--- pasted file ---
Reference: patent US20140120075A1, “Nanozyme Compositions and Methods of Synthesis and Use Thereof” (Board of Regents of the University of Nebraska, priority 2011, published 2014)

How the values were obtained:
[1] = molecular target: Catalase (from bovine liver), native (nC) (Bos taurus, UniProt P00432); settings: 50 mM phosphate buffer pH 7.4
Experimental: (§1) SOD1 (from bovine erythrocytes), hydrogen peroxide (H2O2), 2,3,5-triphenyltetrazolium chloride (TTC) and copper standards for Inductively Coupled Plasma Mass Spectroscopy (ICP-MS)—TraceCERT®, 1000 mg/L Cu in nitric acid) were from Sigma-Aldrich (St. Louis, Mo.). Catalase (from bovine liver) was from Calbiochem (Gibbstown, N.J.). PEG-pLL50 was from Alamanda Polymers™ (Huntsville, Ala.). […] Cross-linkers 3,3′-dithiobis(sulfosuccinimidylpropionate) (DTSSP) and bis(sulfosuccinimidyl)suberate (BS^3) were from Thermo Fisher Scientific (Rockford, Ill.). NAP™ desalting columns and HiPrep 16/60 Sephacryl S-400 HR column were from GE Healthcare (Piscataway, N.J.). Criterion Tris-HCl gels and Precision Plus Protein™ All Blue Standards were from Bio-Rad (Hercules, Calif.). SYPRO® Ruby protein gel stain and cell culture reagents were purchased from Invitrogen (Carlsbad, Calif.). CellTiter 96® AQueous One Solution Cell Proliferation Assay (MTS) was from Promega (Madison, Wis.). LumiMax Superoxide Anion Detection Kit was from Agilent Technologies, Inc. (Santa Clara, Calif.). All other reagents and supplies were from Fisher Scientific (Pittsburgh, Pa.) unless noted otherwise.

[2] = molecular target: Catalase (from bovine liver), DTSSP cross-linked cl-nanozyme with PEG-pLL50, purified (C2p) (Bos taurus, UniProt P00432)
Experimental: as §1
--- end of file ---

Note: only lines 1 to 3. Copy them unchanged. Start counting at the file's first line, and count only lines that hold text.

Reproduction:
Reference: patent US20140120075A1, “Nanozyme Compositions and Methods of Synthesis and Use Thereof” (Board of Regents of the University of Nebraska, priority 2011, published 2014)

How the values were obtained:
[1] = molecular target: Catalase (from bovine liver), native (nC) (Bos taurus, UniProt P00432); settings: 50 mM phosphate buffer pH 7.4